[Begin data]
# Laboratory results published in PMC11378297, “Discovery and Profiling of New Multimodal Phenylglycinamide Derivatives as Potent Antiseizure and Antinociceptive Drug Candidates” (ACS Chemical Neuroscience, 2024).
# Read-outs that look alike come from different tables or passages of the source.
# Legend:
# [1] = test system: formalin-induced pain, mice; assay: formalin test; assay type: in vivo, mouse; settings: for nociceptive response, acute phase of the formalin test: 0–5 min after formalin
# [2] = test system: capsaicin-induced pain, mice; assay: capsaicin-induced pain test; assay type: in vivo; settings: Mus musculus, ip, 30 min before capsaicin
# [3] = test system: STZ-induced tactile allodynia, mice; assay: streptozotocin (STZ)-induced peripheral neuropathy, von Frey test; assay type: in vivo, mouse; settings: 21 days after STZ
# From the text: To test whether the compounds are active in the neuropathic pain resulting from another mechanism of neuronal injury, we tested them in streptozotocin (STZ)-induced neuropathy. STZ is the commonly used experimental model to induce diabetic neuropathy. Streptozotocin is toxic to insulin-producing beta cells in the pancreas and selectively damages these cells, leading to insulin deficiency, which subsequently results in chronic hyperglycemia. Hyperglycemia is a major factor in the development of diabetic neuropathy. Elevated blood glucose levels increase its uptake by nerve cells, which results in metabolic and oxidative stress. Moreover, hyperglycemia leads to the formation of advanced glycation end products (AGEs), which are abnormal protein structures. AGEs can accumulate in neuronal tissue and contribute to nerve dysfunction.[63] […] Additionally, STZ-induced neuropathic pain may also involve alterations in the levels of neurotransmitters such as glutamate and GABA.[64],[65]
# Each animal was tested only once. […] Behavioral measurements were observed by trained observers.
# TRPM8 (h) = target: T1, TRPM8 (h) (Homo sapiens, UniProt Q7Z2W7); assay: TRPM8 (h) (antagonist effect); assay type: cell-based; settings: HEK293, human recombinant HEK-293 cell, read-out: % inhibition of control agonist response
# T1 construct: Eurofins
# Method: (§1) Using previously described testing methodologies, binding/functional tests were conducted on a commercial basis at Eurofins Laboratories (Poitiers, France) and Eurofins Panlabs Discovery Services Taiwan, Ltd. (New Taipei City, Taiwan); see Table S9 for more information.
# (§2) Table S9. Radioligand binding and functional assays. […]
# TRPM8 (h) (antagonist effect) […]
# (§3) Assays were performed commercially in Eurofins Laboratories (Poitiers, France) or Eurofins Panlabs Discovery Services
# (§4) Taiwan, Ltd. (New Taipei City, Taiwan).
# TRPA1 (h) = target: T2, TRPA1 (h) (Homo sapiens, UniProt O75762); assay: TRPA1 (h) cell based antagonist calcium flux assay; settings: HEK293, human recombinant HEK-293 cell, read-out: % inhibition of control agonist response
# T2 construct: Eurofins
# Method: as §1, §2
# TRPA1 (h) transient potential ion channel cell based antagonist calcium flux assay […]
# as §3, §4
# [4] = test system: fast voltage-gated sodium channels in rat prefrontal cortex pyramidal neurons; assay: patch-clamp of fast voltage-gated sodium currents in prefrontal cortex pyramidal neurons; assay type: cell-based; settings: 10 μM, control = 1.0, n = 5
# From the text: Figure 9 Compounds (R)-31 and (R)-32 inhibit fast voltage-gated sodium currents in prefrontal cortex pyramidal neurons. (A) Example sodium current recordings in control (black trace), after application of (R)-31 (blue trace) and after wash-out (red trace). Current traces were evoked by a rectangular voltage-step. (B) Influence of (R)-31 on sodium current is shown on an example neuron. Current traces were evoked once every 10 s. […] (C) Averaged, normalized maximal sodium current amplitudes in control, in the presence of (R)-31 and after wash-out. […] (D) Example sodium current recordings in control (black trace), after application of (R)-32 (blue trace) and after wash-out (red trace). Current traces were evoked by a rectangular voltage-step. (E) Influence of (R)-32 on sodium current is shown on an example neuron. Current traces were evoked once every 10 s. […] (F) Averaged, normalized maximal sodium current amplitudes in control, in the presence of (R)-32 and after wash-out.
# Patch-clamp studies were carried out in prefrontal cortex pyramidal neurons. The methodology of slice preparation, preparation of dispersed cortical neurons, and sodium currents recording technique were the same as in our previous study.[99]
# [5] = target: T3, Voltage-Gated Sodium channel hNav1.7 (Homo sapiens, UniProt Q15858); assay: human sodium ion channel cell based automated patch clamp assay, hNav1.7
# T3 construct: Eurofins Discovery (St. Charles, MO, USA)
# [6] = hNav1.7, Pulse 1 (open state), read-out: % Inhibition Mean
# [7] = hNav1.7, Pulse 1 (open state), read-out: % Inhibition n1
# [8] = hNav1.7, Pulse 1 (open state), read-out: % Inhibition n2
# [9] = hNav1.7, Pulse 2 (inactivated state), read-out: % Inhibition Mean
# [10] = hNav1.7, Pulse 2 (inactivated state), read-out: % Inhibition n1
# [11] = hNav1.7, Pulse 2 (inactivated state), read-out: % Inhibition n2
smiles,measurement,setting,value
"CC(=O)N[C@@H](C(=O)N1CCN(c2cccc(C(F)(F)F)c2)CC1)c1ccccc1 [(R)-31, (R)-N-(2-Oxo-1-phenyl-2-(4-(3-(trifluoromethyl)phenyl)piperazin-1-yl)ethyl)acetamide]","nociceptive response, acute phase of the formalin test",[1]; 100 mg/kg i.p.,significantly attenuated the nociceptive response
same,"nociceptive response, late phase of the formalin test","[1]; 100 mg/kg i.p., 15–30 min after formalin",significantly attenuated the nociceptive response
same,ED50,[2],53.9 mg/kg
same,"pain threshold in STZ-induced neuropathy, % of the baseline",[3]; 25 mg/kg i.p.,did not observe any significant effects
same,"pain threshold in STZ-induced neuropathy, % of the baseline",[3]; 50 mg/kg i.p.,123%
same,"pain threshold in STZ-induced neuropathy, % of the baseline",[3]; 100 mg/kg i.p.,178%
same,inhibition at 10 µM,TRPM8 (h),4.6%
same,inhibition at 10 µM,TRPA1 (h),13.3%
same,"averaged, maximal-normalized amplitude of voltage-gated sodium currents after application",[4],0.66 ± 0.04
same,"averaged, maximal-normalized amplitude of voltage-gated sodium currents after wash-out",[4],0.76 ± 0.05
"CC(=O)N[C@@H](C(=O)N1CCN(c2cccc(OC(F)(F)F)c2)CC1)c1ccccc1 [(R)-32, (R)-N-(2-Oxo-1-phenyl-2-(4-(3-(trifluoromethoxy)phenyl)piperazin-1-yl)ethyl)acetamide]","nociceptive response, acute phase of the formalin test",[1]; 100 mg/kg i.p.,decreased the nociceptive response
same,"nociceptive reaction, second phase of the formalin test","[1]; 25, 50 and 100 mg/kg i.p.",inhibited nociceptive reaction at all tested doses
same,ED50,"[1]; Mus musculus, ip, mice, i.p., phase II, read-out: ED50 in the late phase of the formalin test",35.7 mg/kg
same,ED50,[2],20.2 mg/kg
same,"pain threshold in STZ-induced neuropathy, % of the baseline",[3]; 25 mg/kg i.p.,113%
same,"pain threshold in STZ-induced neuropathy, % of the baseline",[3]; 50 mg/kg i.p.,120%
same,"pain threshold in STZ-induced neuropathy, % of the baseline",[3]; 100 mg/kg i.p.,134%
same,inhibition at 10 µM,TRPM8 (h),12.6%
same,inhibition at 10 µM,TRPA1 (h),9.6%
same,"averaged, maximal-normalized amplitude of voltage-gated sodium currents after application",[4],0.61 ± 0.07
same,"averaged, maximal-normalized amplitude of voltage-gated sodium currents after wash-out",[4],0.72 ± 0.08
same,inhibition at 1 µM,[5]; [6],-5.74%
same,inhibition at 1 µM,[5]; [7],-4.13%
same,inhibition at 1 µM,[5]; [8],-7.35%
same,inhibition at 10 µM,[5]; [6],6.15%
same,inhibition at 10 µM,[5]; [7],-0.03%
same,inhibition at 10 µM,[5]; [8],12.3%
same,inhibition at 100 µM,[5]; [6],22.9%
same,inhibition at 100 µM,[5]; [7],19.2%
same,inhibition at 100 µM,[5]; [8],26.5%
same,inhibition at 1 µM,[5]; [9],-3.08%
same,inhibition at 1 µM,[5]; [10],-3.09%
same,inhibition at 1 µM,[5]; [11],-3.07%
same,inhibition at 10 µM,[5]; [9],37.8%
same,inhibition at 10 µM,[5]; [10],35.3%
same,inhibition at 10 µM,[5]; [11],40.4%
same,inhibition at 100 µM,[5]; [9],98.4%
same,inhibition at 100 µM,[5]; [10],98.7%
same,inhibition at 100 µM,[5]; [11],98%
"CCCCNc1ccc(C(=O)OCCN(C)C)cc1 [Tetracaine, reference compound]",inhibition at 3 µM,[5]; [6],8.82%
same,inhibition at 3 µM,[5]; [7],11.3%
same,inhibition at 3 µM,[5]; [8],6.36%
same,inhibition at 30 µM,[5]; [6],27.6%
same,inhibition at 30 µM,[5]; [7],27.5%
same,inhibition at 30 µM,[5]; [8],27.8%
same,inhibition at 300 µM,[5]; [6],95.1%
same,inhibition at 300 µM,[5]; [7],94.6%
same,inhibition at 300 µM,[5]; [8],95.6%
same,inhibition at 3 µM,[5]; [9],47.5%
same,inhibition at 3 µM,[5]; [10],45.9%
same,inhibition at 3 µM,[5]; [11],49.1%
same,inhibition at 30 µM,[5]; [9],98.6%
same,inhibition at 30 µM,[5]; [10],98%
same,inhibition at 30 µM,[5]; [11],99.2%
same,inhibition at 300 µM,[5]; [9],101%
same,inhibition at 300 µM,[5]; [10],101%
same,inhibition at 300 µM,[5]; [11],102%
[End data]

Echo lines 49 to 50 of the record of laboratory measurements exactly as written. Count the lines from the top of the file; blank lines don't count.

same,"pain threshold in STZ-induced neuropathy, % of the baseline",[3]; 100 mg/kg i.p.,134%
same,inhibition at 10 µM,TRPM8 (h),12.6%